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BC-AP Top Stories Digest

April 3, 2019

Here are the AP’s latest coverage plans, top stories and promotable content. All times EDT. For up-to-the minute information on AP’s coverage, visit Coverage Plan at https://newsroom.ap.org .




TRUMP-MAR-A-LAGO — The arrest at Mar-a-Lago of a Chinese woman carrying two passports and malware shines a spotlight on the unique troubles of fortifying President Donald Trump’s lush Florida estate, a presidential refuge that mixes Palm Beach society, world diplomacy and significant security concerns. By Jonathan Lemire and Colleen Long. UPCOMING: 850 words by 4 p.m., photos, video.

ELECTION 2020-DEFENDING BIDEN — It’s a “human touch.” He’s a “warm, affectionate person.” ″He hugs everybody.” Many prominent women in politics and beyond are coming to the defense of Joe Biden in light of accounts of his unwanted touching. But the nature of their defense, coming frequently from older women, raises some uncomfortable questions, namely: Is Biden simply too out of step to be his party’s standard-bearer in the #MeToo era? By National Writer Jocelyn Noveck. UPCOMING: 900 words by 5 p.m., photos.

CONGRESS-RUSSIA PROBE — The House Judiciary Committee approves subpoenas for special counsel Robert Mueller’s full Russia report as Democrats pressure the Justice Department to release the document without redactions. The committee gives Judiciary Chairman Jerrold Nadler permission to issue subpoenas for the final report, its exhibits and any underlying evidence or materials prepared for Mueller’s investigation. SENT: 730 words. UPCOMING: 800 words by 4 p.m., photos.

CHICAGO MAYOR— The dominating win in Tuesday’s runoff election of the first black woman as Chicago mayor signals hope for many in a city plagued with a history of corruption, crime and racial divide. SENT: 725 words, photos, video. UPCOMING: 800 words by 5:30.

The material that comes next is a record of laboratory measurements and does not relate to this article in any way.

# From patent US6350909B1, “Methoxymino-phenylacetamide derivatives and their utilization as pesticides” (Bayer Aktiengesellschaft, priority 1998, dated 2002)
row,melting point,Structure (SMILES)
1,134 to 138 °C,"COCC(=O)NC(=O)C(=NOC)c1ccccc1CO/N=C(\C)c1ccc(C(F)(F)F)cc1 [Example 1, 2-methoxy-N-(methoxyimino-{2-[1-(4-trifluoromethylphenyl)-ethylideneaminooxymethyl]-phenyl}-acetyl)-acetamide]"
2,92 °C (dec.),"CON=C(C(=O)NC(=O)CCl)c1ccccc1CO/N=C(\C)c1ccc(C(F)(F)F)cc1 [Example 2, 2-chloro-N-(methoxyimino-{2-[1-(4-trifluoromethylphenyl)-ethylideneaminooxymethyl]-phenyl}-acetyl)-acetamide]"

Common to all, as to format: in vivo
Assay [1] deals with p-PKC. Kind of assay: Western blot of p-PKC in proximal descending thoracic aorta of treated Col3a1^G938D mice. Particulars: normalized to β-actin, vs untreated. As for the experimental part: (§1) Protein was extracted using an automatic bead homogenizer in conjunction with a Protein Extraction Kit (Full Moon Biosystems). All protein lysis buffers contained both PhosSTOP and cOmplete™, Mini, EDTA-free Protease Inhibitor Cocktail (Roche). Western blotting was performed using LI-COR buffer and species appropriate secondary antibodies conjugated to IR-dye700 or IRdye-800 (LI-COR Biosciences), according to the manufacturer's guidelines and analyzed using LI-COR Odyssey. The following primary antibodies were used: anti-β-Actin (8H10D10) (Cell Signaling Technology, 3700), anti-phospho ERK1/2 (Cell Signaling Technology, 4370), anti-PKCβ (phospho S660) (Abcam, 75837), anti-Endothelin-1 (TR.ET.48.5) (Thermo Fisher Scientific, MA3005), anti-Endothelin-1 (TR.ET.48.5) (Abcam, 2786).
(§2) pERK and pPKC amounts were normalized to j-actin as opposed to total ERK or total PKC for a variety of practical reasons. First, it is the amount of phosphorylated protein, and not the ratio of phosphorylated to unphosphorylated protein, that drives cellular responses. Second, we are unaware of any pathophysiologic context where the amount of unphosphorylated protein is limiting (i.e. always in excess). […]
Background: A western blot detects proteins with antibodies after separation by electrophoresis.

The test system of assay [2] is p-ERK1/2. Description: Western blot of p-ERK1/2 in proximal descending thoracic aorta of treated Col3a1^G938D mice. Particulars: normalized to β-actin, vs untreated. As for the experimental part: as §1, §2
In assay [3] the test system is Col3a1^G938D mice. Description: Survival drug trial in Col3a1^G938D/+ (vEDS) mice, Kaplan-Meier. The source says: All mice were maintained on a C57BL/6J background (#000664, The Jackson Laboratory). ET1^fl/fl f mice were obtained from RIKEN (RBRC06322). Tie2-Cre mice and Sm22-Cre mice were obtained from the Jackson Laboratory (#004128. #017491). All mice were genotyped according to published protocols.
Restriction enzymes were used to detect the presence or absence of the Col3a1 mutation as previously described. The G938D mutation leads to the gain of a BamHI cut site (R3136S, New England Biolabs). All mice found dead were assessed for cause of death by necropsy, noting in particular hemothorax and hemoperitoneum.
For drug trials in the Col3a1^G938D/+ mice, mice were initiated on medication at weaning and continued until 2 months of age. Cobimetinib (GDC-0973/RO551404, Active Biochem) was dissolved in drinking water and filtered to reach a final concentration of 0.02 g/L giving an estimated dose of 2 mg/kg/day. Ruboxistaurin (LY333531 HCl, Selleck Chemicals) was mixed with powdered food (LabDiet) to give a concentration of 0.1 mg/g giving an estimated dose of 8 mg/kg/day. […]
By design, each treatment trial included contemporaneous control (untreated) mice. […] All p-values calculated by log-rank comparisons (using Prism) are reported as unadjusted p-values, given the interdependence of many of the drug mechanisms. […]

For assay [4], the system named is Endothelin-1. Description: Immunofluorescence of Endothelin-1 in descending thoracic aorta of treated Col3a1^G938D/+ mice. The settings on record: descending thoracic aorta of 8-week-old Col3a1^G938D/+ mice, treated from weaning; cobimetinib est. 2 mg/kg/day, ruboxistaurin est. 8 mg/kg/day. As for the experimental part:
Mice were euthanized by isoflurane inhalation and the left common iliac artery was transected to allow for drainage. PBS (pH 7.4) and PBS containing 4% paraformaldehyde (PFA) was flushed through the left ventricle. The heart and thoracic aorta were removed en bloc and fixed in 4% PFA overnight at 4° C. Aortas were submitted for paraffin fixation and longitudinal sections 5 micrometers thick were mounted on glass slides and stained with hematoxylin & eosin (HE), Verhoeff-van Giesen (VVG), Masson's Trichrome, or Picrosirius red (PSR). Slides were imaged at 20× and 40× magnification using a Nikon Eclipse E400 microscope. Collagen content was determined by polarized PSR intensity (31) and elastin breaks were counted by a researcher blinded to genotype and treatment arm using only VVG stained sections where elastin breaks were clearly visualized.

COLLEGE ADMISSIONS-BRIBERY — Actresses Lori Loughlin and Felicity Huffman faced court appearances on charges they took part in the college bribery scandal that has ensnared dozens of wealthy parents. The actresses along with Loughlin’s fashion designer husband, Mossimo Giannulli, and dozens of others were charged last month in a scheme in which authorities say parents paid an admissions consultant to bribe college coaches and rig test scores to get their children into elite universities. By Alanna Durkin Richer. SENT: 450 words, photos. Hearings scheduled to begin at 2:30 p.m.

ELECTRONIC CIGARETTES-SEIZURE RISK — U.S. health officials are investigating whether electronic cigarettes may trigger seizures in some people who use the nicotine-vaping devices. The Food and Drug Administration said it has reviewed 35 reports of seizures among e-cigarettes users, particularly young people. Regulators stressed it’s not yet clear whether vaping is responsible. But they said they’re concerned and encouraged the public to report information about the issue. SENT: 525 words, photo.




UNITED STATES-NATO — NATO’s secretary general acknowledges divisions within the alliance — “serious issues with serious disagreements” — and called for bigger defense budgets to cope with global challenges such as Russian assertiveness that was the core reason NATO was created 70 years ago this week. SENT: 780 words. UPCOMING: 800 words by 4 p.m., photos, video, graphic.

TIDAL BASIN-CHERRY BLOSSOM TROUBLES — Each spring, hundreds of thousands of tourists schedule trips to Washington to coincide with the blooming of the capital’s iconic cherry blossom trees. But this year’s cherry blossom season has been somewhat marred by regular flooding in the Tidal Basin_blamed on rising sea levels and a crumbling sea wall. Now a multimillion dollar project seeks to revitalize what the National Parks Service calls “America’s Front yard.” UPCOMING: 700 words by 4 p.m., photos, video.